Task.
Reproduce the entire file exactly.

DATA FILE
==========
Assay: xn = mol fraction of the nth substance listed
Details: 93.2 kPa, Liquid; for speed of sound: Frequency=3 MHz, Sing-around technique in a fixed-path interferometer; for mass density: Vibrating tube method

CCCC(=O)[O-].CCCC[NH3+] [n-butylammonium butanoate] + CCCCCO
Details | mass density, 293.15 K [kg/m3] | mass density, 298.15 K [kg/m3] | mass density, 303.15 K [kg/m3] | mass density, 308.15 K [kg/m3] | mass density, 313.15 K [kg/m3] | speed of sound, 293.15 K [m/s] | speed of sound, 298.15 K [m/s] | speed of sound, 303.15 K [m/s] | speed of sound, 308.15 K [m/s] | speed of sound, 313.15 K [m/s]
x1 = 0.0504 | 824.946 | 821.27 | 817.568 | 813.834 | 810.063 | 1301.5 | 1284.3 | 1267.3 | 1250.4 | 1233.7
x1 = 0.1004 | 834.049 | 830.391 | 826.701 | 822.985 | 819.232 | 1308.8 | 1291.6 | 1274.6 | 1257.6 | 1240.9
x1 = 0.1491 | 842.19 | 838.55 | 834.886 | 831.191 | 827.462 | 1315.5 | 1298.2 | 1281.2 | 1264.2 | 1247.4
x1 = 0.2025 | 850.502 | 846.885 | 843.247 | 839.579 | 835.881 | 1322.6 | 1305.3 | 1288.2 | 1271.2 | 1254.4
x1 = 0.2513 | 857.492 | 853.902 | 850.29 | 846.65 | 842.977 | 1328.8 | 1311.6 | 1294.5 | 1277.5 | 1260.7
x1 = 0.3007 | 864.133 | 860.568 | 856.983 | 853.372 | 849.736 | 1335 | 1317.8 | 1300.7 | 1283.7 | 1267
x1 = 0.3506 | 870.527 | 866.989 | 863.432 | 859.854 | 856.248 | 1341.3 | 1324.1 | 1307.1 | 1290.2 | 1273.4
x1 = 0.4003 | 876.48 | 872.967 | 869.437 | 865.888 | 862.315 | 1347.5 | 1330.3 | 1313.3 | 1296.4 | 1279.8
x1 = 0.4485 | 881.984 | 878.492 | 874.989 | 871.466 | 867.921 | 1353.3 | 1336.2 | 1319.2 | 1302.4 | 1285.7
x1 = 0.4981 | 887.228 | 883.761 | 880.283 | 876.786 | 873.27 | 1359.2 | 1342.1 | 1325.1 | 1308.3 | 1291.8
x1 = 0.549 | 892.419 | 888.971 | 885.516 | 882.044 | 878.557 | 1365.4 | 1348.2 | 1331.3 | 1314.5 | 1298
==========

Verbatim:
Assay: xn = mol fraction of the nth substance listed
Details: 93.2 kPa, Liquid; for speed of sound: Frequency=3 MHz, Sing-around technique in a fixed-path interferometer; for mass density: Vibrating tube method

CCCC(=O)[O-].CCCC[NH3+] [n-butylammonium butanoate] + CCCCCO
Details | mass density, 293.15 K [kg/m3] | mass density, 298.15 K [kg/m3] | mass density, 303.15 K [kg/m3] | mass density, 308.15 K [kg/m3] | mass density, 313.15 K [kg/m3] | speed of sound, 293.15 K [m/s] | speed of sound, 298.15 K [m/s] | speed of sound, 303.15 K [m/s] | speed of sound, 308.15 K [m/s] | speed of sound, 313.15 K [m/s]
x1 = 0.0504 | 824.946 | 821.27 | 817.568 | 813.834 | 810.063 | 1301.5 | 1284.3 | 1267.3 | 1250.4 | 1233.7
x1 = 0.1004 | 834.049 | 830.391 | 826.701 | 822.985 | 819.232 | 1308.8 | 1291.6 | 1274.6 | 1257.6 | 1240.9
x1 = 0.1491 | 842.19 | 838.55 | 834.886 | 831.191 | 827.462 | 1315.5 | 1298.2 | 1281.2 | 1264.2 | 1247.4
x1 = 0.2025 | 850.502 | 846.885 | 843.247 | 839.579 | 835.881 | 1322.6 | 1305.3 | 1288.2 | 1271.2 | 1254.4
x1 = 0.2513 | 857.492 | 853.902 | 850.29 | 846.65 | 842.977 | 1328.8 | 1311.6 | 1294.5 | 1277.5 | 1260.7
x1 = 0.3007 | 864.133 | 860.568 | 856.983 | 853.372 | 849.736 | 1335 | 1317.8 | 1300.7 | 1283.7 | 1267
x1 = 0.3506 | 870.527 | 866.989 | 863.432 | 859.854 | 856.248 | 1341.3 | 1324.1 | 1307.1 | 1290.2 | 1273.4
x1 = 0.4003 | 876.48 | 872.967 | 869.437 | 865.888 | 862.315 | 1347.5 | 1330.3 | 1313.3 | 1296.4 | 1279.8
x1 = 0.4485 | 881.984 | 878.492 | 874.989 | 871.466 | 867.921 | 1353.3 | 1336.2 | 1319.2 | 1302.4 | 1285.7
x1 = 0.4981 | 887.228 | 883.761 | 880.283 | 876.786 | 873.27 | 1359.2 | 1342.1 | 1325.1 | 1308.3 | 1291.8
x1 = 0.549 | 892.419 | 888.971 | 885.516 | 882.044 | 878.557 | 1365.4 | 1348.2 | 1331.3 | 1314.5 | 1298